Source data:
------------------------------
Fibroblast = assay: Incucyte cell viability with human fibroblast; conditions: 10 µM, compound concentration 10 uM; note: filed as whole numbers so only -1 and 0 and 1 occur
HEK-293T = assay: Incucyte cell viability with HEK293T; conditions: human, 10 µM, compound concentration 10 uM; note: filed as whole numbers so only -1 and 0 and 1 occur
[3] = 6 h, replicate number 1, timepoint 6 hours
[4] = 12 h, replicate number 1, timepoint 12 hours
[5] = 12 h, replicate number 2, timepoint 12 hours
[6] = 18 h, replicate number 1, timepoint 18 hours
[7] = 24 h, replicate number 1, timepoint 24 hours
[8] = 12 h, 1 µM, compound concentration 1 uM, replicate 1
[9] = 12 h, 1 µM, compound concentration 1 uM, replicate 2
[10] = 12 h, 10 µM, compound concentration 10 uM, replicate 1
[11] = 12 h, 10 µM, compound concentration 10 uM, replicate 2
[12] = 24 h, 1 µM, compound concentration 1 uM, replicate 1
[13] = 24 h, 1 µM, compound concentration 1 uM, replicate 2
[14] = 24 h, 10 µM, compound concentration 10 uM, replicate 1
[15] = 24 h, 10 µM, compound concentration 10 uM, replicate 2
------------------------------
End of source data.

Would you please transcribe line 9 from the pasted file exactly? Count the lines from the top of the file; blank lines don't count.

[9] = 12 h, 1 µM, compound concentration 1 uM, replicate 2